Radioactive Water Leak Found at Fukushima Nuclear Plant
(FUKUSHIMA, Japan) -- Highly radioactive water leaked from a storage tank at Fukushima Daiichi Nuclear Power Plant on Monday morning, releasing 300 tons of contamination into the ground. Tokyo Electric Power Company says this is the worst leak so far in terms of volume, according to the BBC.
Officials declared it a level-one incident, the second lowest level, on the International Nuclear and Radiological Event Scale. It marks the first radiological release incident since the earthquake and tsunami that severely damaged the plant in March 2011.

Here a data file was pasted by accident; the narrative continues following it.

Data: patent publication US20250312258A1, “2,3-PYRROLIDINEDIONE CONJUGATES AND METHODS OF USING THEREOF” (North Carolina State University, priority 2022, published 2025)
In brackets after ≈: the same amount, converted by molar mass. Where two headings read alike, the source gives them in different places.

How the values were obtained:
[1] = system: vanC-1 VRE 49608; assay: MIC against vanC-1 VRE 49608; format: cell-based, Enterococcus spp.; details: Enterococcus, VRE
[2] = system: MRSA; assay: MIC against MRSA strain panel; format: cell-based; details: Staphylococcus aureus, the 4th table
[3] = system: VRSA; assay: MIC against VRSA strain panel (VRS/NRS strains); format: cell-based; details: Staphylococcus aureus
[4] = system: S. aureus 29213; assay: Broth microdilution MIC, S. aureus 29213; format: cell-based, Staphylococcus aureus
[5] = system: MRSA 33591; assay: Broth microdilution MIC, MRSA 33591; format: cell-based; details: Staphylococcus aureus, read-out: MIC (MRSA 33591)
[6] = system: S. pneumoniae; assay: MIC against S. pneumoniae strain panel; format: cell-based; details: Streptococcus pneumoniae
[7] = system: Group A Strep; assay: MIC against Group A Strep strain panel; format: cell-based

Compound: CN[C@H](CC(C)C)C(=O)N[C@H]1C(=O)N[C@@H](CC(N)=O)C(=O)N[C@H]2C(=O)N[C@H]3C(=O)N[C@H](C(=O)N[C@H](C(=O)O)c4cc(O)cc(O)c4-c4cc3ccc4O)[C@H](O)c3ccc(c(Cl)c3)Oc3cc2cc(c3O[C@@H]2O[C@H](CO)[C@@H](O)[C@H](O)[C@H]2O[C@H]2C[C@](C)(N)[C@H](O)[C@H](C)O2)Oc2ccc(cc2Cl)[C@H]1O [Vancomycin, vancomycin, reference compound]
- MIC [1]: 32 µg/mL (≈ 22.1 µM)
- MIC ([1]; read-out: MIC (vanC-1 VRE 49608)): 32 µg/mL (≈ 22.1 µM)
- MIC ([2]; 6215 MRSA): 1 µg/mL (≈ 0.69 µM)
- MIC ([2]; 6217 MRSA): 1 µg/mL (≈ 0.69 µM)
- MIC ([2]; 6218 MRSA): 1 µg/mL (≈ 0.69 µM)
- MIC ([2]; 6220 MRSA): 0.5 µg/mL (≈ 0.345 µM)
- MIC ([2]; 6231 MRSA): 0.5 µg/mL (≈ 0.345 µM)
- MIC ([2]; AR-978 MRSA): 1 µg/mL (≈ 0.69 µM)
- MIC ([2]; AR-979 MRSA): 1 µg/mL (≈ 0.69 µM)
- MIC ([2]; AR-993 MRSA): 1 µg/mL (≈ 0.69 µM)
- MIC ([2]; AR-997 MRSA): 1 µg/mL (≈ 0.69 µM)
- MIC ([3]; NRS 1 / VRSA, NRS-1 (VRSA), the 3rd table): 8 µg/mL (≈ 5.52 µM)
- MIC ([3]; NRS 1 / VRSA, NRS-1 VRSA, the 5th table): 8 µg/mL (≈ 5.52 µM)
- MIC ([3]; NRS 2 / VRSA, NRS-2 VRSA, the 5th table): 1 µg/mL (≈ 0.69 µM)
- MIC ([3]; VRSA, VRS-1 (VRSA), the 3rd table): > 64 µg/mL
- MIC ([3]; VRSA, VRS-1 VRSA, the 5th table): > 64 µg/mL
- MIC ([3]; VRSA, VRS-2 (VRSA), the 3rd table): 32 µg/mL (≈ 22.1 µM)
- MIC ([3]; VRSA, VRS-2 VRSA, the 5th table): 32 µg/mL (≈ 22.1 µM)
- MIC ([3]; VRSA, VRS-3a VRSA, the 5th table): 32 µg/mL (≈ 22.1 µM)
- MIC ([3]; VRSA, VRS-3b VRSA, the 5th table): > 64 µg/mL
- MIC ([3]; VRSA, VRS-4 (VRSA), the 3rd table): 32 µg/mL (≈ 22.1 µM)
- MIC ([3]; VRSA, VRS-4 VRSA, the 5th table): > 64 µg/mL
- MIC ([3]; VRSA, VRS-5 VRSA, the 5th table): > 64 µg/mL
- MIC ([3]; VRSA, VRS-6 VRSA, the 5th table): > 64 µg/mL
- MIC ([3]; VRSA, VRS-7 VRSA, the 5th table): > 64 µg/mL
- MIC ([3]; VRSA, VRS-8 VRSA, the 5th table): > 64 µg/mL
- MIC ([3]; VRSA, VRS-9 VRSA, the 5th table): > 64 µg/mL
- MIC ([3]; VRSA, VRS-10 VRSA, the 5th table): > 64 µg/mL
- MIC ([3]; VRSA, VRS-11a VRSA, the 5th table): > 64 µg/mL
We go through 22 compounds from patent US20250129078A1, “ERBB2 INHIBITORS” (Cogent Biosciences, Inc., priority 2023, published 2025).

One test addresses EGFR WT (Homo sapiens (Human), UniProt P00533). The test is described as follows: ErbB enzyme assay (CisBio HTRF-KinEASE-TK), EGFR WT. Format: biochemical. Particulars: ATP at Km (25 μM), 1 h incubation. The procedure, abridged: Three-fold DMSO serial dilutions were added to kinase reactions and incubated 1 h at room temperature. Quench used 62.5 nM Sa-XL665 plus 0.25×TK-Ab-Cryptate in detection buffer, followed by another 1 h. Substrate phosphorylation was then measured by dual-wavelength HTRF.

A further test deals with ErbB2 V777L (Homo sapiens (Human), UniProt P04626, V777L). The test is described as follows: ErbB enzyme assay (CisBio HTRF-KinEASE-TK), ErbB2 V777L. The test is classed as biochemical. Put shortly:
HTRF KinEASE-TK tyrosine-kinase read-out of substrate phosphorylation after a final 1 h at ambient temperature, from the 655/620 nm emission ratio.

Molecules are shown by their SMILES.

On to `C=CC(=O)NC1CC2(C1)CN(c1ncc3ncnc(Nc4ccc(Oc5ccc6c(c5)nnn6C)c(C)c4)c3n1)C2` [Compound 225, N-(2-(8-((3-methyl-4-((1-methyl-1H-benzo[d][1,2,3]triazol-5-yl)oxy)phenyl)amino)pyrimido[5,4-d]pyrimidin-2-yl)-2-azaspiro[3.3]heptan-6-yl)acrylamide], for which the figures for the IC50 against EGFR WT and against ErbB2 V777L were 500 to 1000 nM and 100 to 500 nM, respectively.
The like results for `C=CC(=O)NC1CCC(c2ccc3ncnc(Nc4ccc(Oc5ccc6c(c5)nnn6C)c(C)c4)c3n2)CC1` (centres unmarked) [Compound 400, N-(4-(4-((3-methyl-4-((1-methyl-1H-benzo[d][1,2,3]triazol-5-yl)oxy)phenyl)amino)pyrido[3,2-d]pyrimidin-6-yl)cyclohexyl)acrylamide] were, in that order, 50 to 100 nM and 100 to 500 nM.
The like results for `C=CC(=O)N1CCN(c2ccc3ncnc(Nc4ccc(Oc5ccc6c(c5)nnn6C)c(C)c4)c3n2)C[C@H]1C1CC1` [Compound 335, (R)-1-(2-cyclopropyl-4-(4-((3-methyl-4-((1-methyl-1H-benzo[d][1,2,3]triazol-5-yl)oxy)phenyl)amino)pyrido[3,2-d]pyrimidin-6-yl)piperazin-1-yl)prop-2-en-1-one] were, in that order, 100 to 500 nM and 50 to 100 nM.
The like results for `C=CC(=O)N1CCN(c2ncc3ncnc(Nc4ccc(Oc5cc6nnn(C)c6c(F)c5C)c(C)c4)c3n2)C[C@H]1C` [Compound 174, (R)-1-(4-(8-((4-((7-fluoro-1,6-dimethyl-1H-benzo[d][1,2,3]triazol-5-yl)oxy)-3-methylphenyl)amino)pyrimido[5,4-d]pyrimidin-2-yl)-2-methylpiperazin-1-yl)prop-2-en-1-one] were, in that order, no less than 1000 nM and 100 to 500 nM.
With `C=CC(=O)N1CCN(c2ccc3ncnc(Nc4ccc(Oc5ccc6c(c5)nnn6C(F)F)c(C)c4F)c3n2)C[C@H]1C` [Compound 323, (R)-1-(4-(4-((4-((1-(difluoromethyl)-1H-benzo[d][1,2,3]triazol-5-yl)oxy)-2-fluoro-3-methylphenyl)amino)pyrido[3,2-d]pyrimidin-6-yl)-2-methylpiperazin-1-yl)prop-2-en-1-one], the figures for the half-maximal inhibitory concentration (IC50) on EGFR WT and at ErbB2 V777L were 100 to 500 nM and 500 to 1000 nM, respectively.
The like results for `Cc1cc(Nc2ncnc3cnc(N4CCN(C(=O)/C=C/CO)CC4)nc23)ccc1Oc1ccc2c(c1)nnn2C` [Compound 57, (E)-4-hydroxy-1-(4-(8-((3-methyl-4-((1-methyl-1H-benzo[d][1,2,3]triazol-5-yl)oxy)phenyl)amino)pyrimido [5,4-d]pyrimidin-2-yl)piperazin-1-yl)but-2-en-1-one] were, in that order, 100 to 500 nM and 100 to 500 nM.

In a press conference Tuesday, Tepco officials explained the water may have leaked from a tank after breaking through a concrete barrier. A spokesman said that much of it already seeped into the soil and could eventually reach the ocean, reports the New York Times.
One puddle emitted 100 millisieverts of radiation an hour, which is equal to a five-year dose of radiation, said a Tepco general manager.
Levels of radioactive cesium and strontium higher than the legal safety limit are present in the leaked water, and exposure is known to increase the risk of cancer.
Workers placed sandbags around the leak and were pumping out the tank's remaining water to transfer it to other containers.
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